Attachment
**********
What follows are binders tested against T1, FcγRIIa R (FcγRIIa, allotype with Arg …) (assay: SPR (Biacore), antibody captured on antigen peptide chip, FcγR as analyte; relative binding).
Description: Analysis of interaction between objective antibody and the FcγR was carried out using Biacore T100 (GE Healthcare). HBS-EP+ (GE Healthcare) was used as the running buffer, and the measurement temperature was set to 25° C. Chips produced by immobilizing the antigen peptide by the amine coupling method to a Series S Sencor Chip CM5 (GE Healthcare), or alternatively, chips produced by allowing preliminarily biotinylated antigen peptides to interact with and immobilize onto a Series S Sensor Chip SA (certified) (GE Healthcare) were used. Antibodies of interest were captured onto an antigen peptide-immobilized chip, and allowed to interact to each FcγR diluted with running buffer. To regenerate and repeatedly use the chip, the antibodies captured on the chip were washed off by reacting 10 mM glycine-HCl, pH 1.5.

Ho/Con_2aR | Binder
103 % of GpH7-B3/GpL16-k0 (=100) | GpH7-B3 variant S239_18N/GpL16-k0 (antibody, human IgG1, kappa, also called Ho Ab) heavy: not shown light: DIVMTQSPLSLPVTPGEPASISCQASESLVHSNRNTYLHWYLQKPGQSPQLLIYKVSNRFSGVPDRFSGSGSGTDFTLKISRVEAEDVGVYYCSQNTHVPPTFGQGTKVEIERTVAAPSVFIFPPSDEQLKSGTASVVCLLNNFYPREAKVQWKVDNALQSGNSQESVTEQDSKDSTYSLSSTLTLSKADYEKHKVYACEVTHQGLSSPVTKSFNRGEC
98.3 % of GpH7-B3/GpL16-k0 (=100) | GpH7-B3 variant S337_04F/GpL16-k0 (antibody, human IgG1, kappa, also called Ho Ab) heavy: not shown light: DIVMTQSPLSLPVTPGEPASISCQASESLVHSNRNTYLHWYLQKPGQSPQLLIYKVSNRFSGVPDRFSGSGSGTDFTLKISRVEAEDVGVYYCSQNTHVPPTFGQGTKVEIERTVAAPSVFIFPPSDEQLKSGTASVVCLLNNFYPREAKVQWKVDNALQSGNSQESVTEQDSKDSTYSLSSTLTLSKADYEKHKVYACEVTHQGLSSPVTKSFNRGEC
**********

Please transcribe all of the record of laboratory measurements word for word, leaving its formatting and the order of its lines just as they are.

What follows are binders tested against T1, FcγRIIa R (FcγRIIa, allotype with Arg …) (assay: SPR (Biacore), antibody captured on antigen peptide chip, FcγR as analyte; relative binding).
Description: Analysis of interaction between objective antibody and the FcγR was carried out using Biacore T100 (GE Healthcare). HBS-EP+ (GE Healthcare) was used as the running buffer, and the measurement temperature was set to 25° C. Chips produced by immobilizing the antigen peptide by the amine coupling method to a Series S Sencor Chip CM5 (GE Healthcare), or alternatively, chips produced by allowing preliminarily biotinylated antigen peptides to interact with and immobilize onto a Series S Sensor Chip SA (certified) (GE Healthcare) were used. Antibodies of interest were captured onto an antigen peptide-immobilized chip, and allowed to interact to each FcγR diluted with running buffer. To regenerate and repeatedly use the chip, the antibodies captured on the chip were washed off by reacting 10 mM glycine-HCl, pH 1.5.

Ho/Con_2aR | Binder
103 % of GpH7-B3/GpL16-k0 (=100) | GpH7-B3 variant S239_18N/GpL16-k0 (antibody, human IgG1, kappa, also called Ho Ab) heavy: not shown light: DIVMTQSPLSLPVTPGEPASISCQASESLVHSNRNTYLHWYLQKPGQSPQLLIYKVSNRFSGVPDRFSGSGSGTDFTLKISRVEAEDVGVYYCSQNTHVPPTFGQGTKVEIERTVAAPSVFIFPPSDEQLKSGTASVVCLLNNFYPREAKVQWKVDNALQSGNSQESVTEQDSKDSTYSLSSTLTLSKADYEKHKVYACEVTHQGLSSPVTKSFNRGEC
98.3 % of GpH7-B3/GpL16-k0 (=100) | GpH7-B3 variant S337_04F/GpL16-k0 (antibody, human IgG1, kappa, also called Ho Ab) heavy: not shown light: DIVMTQSPLSLPVTPGEPASISCQASESLVHSNRNTYLHWYLQKPGQSPQLLIYKVSNRFSGVPDRFSGSGSGTDFTLKISRVEAEDVGVYYCSQNTHVPPTFGQGTKVEIERTVAAPSVFIFPPSDEQLKSGTASVVCLLNNFYPREAKVQWKVDNALQSGNSQESVTEQDSKDSTYSLSSTLTLSKADYEKHKVYACEVTHQGLSSPVTKSFNRGEC